The Caribbean Court of Justice has ruled that indigenous land rights in Belize must be honored by the government. The ruling upheld an earlier decision of an appeals court that gave the Maya people rights to land they have used and occupied for generations in the southern Belizean district of Toledo.
The ruling requires that the land be demarcated, protected, and officially registered by the government of Belize. It also dictates that the government of Belize abstain from interfering with the Maya’s land rights unless consent is given by the Maya people. In effect, the government of Belize is barred from issuing leases, grants, permits, concessions, or contracts authorizing logging, petroleum, mineral extraction, or any activity that would affect the Maya land rights.
The victory for the Maya people confirms a 2004 report from the Inter-American Commission on Human Rights, an agency of the Organization of American States. That report’s findings were similar to the terms stipulated in the recent Caribbean Court of Justice ruling.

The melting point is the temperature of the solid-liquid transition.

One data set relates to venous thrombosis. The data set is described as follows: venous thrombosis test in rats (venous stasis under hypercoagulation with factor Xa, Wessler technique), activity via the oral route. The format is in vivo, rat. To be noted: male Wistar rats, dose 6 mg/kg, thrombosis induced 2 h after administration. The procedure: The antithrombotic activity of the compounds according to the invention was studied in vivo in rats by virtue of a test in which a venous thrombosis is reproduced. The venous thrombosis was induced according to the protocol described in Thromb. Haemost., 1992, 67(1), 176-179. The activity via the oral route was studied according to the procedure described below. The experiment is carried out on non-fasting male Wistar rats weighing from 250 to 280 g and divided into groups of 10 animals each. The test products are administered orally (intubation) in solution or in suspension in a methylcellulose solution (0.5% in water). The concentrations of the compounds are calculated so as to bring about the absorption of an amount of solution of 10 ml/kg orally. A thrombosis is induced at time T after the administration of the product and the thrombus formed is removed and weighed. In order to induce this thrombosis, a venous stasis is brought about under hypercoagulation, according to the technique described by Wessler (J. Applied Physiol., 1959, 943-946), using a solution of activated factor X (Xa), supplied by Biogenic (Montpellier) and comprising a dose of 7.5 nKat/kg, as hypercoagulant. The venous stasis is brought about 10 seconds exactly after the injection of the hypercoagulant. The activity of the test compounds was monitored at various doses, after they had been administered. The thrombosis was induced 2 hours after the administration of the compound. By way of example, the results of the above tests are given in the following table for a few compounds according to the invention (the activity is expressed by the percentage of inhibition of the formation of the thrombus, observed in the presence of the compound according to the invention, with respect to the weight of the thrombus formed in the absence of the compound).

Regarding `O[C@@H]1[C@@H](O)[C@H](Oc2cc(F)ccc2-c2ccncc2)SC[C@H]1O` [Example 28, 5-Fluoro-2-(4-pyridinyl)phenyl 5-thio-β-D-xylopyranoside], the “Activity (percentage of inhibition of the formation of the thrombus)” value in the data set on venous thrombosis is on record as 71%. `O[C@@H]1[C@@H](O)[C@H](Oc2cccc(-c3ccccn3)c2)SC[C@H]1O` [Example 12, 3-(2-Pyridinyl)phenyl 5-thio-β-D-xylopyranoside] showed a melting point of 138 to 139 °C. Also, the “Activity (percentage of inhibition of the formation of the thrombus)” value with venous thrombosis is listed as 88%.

The success of the three-decade campaign to obtain indigenous land rights in Belize has been hailed as a worldwide victory, creating legal jurisprudence for indigenous peoples’ rights to lands and resources.
Despite the celebration from the international indigenous rights movement, Belize’s Prime Minister Dean Barrow was hesitant in his interpretation of the ruling. Barrow claimed that the Caribbean Court of Justice ruling “does not find or establish that the Maya have indigenous title.” He clarified that the government conceded land rights to the Maya people, but that those rights were for individual property rights rather than communal rights. He also told reporters that his government would resist the US$750,000 in damages claimed by the Maya people.
The Maya people are believed to have lived in the area now known as Belize since 2000 B.C. The area was seized by the Spanish in the 17th century before coming under British rule in 1862. In 1964, Belize gained independence from the British.